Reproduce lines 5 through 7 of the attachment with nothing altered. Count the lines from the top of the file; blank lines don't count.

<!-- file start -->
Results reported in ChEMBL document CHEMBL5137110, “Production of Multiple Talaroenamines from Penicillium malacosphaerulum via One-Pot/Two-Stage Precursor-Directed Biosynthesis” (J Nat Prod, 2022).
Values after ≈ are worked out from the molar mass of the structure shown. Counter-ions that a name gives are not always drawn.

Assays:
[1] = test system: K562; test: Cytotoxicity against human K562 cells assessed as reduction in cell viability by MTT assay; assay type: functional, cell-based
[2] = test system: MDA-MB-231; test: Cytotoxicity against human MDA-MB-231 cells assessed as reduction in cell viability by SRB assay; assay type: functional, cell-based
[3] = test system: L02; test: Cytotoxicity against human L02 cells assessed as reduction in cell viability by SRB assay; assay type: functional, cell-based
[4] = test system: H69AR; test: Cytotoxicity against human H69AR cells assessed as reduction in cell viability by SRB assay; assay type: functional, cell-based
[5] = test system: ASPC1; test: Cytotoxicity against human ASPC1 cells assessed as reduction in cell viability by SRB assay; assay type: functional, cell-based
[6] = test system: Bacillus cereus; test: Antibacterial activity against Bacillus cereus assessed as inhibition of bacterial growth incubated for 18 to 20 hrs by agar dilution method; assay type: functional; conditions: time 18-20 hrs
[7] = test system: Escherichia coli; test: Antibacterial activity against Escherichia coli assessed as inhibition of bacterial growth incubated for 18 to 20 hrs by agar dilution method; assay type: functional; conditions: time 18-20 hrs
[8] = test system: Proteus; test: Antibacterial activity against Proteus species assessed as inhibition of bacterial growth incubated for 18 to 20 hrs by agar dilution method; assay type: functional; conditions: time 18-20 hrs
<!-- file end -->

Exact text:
[2] = test system: MDA-MB-231; test: Cytotoxicity against human MDA-MB-231 cells assessed as reduction in cell viability by SRB assay; assay type: functional, cell-based
[3] = test system: L02; test: Cytotoxicity against human L02 cells assessed as reduction in cell viability by SRB assay; assay type: functional, cell-based
[4] = test system: H69AR; test: Cytotoxicity against human H69AR cells assessed as reduction in cell viability by SRB assay; assay type: functional, cell-based